Sad but true......
Hey guys, coming back again.
I tried again this morning to dial in my BES920 and BCG820 combo. And I actually found some measure of success. After letting the machine cool down overnight, switching it back on this morning wouldn't choke the machine or otherwise stop the extraction from taking place after pre-infusion.
Firstly, I changed the grinder setting to it's finest '1' setting manually (i.e. taking out the hopper and removing the metal clip, turning the burr from it's normal '6' position, through each of the stops all the way to '1', reinserting the pin and reinserting the burr in to the grinder... going through about 300g of coffee in the process). Then, starting at 12 on the grinder, I adjusted all the way down to 2 really pushing the limits of the grinder (it's making that mechanical smell now). Grinding for 22g of coffee in the new, steep walled double shot basket gave me a bar pressure of 6 and pulled 60ml in 17 seconds including pre-infusion. That's as close as I've gotten with the double.
In desperation I tried the single basket again. Low and nehold for the first ever time, filling with 12.5g of coffee on this same '2' grinder setting, I hit almost 9 bar pressure! This pulled a 30ml shot in 23 seconds including pre-infusion.
I'm happy enough to consistently reach 9 bar pressure, even if I'm still getting a reasonably fast shot..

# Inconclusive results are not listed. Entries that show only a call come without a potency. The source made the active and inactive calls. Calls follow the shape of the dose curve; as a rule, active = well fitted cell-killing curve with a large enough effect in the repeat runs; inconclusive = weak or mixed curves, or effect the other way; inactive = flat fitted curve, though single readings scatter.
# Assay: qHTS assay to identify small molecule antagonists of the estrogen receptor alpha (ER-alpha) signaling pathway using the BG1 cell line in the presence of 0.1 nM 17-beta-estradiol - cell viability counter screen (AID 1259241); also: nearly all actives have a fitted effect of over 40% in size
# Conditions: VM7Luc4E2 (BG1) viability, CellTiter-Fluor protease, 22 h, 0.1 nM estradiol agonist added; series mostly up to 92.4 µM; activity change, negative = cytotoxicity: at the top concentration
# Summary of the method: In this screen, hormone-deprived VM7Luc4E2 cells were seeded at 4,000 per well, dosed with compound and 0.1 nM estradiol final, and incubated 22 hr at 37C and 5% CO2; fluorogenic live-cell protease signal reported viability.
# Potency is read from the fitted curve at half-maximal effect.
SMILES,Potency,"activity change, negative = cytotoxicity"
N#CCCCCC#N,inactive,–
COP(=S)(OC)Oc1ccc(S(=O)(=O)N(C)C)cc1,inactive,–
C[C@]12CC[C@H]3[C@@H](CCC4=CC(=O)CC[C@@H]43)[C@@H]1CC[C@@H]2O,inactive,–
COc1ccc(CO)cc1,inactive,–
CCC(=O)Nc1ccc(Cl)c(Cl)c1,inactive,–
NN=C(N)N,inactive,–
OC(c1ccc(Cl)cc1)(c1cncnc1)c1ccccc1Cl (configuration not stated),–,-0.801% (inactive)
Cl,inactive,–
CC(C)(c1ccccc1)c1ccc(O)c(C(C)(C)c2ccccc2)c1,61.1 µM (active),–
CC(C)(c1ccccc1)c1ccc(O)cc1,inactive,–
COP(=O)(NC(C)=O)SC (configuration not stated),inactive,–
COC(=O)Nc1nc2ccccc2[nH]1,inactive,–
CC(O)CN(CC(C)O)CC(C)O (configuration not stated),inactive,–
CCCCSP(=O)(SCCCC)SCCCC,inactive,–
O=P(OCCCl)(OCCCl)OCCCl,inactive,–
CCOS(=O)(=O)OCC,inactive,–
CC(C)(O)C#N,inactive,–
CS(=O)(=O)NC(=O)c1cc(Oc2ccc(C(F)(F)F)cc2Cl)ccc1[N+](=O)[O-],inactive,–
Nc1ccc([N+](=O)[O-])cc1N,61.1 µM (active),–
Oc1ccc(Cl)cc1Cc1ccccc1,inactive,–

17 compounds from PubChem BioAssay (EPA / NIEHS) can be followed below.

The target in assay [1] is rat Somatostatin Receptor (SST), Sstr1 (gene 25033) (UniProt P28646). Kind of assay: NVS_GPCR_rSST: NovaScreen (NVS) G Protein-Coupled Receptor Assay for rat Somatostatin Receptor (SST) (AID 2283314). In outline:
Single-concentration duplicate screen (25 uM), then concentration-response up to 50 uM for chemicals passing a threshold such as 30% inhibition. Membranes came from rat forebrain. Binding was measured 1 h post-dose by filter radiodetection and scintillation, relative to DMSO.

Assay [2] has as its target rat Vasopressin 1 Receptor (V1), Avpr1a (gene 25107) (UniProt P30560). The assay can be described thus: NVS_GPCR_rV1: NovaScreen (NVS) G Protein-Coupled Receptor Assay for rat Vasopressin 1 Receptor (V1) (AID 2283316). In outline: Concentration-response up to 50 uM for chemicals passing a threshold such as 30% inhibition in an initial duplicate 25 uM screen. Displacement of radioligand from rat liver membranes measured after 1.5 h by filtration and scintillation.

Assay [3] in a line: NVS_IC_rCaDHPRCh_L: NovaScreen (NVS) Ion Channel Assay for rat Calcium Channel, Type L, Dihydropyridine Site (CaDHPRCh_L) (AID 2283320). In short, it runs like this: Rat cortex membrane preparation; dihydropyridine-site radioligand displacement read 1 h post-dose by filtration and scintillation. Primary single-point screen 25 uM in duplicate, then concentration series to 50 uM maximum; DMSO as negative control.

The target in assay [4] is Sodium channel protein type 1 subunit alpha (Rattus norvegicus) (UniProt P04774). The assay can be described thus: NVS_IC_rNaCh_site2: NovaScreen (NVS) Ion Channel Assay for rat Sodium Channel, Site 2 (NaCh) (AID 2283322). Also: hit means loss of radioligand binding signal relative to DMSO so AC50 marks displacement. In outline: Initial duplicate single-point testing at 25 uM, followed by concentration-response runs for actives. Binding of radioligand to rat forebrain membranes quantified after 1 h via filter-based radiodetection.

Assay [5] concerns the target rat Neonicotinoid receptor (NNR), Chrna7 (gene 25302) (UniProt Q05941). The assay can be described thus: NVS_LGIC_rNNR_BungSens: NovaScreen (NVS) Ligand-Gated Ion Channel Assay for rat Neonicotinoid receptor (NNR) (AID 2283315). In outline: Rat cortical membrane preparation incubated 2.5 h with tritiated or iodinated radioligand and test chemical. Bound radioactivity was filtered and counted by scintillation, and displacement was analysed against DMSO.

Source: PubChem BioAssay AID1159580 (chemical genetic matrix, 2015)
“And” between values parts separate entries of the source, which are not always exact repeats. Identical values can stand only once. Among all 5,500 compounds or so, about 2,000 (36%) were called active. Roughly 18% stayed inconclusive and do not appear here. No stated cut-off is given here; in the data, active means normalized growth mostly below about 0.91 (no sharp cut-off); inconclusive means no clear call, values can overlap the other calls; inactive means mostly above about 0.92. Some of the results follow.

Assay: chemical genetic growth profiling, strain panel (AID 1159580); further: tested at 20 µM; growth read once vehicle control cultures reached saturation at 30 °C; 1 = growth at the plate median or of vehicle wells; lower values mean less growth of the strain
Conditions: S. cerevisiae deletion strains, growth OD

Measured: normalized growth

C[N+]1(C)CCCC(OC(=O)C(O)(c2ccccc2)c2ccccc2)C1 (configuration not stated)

Does anyone have any advice or a similar experience here? The only thing I can think is that the beans are still too fresh? (roasted 5/1/15 according to the bag, meaning they're 3 days old now). I'm tamping hard and hesistant to over-dose too much further.
Columbian, Peru and Ethiopian.
Originally Posted by Barry O'Speedwagon
With the greatest respect, there is nothing wrong with the roasted beans sold by beanbay (in my experience, they have always been of excellent quality). Any chance they were inadvertently exposed to heat / light etc?
Try again with 7 - 10 day old beans.
Originally Posted by rightosighto
It's happened to me in the past too, twice. Sell a hundred kilos of a particular roast one week; cup it, sample it as espresso when it's rested.... all good.
Originally Posted by Barry O'Speedwagon
Then someone will complain a couple of weeks... (or more) later that one 500 gm bag out of the 20 or 30 they bought was 'burnt'.
No complaints from other clients or myself.
Both times it's happened I've been able to trace the problem back to the person making the coffee.
You'd think there would be a string of posts about the coffee that was so described in post #1
In response to my posts above, I've now had some measure of success with extraction, although only with the single basket.
Although the general rule of thumb is 7g for a single and 14g for a double, with the BES920 stock baskets if I pack 13.7g in to the single with a super fine grind (burr setting 1, electronic setting 2), I can get a flow rate of around 50ml in 25-27 seconds. Is this normal for this machine? I still can't quite get a proper extraction from the double basket, I'm packing close to 24g coffee and cannot grind any finer than I already am with the BCG820. I'll get 70-80ml coffee in around 18-19 seconds.